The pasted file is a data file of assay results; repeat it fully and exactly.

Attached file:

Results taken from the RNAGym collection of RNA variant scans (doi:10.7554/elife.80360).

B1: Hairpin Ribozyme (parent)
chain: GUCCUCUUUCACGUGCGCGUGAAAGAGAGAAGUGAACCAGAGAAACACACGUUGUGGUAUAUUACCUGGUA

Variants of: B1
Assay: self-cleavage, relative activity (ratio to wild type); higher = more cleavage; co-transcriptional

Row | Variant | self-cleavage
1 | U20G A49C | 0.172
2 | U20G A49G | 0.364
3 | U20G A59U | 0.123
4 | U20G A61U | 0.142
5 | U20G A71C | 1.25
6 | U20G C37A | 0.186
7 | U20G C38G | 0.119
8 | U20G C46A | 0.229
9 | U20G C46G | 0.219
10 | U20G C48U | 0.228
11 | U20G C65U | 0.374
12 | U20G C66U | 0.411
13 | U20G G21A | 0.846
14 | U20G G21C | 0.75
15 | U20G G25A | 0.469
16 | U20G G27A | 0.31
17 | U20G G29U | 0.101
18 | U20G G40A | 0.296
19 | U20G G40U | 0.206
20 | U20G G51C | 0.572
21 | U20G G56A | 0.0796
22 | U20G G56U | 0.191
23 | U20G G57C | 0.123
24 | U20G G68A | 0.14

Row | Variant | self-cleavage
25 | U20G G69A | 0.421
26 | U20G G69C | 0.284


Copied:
Results taken from the RNAGym collection of RNA variant scans (doi:10.7554/elife.80360).

B1: Hairpin Ribozyme (parent)
chain: GUCCUCUUUCACGUGCGCGUGAAAGAGAGAAGUGAACCAGAGAAACACACGUUGUGGUAUAUUACCUGGUA

Variants of: B1
Assay: self-cleavage, relative activity (ratio to wild type); higher = more cleavage; co-transcriptional

Row | Variant | self-cleavage
1 | U20G A49C | 0.172
2 | U20G A49G | 0.364
3 | U20G A59U | 0.123
4 | U20G A61U | 0.142
5 | U20G A71C | 1.25
6 | U20G C37A | 0.186
7 | U20G C38G | 0.119
8 | U20G C46A | 0.229
9 | U20G C46G | 0.219
10 | U20G C48U | 0.228
11 | U20G C65U | 0.374
12 | U20G C66U | 0.411
13 | U20G G21A | 0.846
14 | U20G G21C | 0.75
15 | U20G G25A | 0.469
16 | U20G G27A | 0.31
17 | U20G G29U | 0.101
18 | U20G G40A | 0.296
19 | U20G G40U | 0.206
20 | U20G G51C | 0.572
21 | U20G G56A | 0.0796
22 | U20G G56U | 0.191
23 | U20G G57C | 0.123
24 | U20G G68A | 0.14

Row | Variant | self-cleavage
25 | U20G G69A | 0.421
26 | U20G G69C | 0.284